We have a third grader who has been blind since he was nine months old and is fluent in English language Braille. The school is introducing Hebrew with the Mitkadem curriculum. Any ideas on how we could convert the curriculum into Braille so he can read it?
This response was written by Shana's colleague, Ralph Samek, Assistive Technology Specialist at Woodlake Technologies in Chicago.
To convert the Mitkadem curriculum into Braille:
1. Scan the books into a word file with Hebrew Language Support
2. Use a Braille translation application, or use the link below to convert that into a file that can be embossed.
3. Send that file to a Braille embosser to generate hard copy.
The next challenge is for the student to first learn the Hebrew Braille characters in order to learn the Hebrew language. The link http://hebrewvisions.org/braille_library1.html has an introduction to Hebrew Braille. You will still need to have a Braille embosser to generate the Braille instructions that the student will be learning.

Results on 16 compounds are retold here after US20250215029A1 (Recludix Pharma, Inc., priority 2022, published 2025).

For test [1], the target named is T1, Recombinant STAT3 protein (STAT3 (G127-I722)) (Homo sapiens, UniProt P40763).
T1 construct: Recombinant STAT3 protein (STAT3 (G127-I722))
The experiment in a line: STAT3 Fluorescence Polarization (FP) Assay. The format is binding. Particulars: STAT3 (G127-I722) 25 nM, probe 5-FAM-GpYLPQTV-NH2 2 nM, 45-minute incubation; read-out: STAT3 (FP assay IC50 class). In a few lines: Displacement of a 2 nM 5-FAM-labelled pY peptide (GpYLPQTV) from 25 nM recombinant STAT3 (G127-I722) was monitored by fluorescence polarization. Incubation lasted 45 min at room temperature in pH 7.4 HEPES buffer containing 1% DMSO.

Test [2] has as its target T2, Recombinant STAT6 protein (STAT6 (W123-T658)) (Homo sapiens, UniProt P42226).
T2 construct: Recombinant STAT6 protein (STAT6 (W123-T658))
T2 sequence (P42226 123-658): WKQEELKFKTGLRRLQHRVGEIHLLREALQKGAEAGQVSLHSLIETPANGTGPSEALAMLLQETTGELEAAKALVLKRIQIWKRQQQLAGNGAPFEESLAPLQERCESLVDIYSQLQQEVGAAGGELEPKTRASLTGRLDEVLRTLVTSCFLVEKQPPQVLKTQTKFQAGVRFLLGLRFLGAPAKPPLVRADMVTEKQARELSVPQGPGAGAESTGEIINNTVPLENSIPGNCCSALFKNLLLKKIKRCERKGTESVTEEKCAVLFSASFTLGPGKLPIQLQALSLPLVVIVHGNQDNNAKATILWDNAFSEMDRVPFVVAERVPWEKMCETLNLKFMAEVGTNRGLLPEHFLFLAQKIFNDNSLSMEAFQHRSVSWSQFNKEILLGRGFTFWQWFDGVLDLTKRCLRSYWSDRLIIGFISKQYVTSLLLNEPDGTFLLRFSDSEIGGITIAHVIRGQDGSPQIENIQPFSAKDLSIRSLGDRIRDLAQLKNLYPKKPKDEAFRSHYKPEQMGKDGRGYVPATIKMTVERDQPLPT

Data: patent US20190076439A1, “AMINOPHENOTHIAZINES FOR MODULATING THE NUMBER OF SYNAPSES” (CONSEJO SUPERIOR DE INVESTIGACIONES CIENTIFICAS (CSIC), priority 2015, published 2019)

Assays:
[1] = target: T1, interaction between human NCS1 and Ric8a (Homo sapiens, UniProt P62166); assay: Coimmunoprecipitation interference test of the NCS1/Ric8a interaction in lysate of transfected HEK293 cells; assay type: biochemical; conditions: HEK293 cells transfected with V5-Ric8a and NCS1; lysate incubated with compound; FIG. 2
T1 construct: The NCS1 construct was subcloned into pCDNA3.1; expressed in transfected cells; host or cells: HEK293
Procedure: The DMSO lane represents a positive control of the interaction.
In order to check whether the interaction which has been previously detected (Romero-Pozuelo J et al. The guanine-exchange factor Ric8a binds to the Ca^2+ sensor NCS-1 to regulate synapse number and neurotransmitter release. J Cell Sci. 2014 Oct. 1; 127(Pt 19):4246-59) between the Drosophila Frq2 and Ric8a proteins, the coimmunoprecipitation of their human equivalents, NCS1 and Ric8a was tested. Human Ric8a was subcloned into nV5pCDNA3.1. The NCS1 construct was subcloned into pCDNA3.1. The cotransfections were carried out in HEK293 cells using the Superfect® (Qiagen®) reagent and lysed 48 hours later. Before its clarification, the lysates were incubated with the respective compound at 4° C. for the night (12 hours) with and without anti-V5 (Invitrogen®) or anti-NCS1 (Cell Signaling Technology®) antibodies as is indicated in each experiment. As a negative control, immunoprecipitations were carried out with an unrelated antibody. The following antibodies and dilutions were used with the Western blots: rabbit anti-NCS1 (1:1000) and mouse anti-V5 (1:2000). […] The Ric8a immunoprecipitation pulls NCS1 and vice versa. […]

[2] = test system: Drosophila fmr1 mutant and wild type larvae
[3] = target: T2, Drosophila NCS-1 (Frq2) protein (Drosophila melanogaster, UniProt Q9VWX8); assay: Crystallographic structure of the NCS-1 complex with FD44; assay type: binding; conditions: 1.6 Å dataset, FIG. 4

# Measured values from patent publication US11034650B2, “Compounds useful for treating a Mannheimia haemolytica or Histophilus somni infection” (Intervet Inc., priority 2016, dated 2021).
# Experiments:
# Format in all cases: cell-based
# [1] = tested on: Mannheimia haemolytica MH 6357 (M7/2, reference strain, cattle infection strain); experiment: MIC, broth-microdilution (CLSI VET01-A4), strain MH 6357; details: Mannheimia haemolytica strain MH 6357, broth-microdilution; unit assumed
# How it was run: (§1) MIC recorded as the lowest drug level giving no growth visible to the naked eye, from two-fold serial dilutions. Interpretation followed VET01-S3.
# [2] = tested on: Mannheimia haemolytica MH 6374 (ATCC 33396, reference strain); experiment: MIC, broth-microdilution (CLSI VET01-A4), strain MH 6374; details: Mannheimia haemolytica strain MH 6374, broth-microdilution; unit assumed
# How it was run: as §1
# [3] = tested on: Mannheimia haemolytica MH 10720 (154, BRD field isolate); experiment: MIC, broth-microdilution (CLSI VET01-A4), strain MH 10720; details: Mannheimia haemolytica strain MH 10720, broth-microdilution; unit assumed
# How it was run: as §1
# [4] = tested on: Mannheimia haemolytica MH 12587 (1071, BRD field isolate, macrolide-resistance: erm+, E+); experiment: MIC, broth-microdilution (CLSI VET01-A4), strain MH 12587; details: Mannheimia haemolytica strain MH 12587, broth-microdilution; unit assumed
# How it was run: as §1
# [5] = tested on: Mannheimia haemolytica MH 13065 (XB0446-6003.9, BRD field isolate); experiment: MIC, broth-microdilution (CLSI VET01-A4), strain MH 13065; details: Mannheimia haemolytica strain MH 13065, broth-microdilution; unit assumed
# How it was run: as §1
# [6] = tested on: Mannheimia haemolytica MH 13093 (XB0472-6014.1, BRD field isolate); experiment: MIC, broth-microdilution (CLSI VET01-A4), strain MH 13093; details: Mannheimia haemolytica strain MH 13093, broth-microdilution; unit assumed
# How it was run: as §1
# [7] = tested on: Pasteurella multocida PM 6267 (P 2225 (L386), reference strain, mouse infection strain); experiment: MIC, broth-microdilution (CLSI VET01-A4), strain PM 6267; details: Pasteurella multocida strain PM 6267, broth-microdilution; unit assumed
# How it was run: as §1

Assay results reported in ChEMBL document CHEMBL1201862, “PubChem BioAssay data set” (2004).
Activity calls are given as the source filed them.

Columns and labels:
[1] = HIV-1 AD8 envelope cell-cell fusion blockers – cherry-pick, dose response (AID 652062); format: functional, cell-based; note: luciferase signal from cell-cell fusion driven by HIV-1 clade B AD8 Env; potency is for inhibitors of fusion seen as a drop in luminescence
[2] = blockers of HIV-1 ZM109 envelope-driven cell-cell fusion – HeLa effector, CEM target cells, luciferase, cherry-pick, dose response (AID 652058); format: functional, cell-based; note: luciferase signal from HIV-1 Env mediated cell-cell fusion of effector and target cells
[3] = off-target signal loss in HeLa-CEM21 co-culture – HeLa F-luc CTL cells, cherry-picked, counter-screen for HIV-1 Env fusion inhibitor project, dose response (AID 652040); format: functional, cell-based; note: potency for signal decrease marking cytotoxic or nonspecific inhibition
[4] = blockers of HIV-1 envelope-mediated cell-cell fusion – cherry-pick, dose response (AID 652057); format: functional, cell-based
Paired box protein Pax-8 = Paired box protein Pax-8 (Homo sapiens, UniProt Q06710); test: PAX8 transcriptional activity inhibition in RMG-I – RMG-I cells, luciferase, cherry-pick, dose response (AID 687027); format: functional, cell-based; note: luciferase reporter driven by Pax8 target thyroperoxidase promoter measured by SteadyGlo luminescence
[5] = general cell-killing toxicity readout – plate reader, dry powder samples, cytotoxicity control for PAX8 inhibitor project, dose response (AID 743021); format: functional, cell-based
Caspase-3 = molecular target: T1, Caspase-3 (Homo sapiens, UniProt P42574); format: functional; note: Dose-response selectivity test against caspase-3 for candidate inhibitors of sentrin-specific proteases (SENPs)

It is apparent that the school will need to generate Braille for the student's academic needs both in Hebrew and English. If the school does not wish to acquire a Braille embosser, they may ask the parents if they already have access to one. If the student will be with them for a long time, it may be a worthwhile investment. The other option of course is to subcontract out the Braille production; but again it may not be a very cost effective solution in the long run. We can provide either solution if they are interested.
Another approach might be to get a Hebrew language screen reader with Hebrew speech and Braille support, and use that in conjunction with a refreshable Braille Display. You still need to scan the material and get it into a Word document.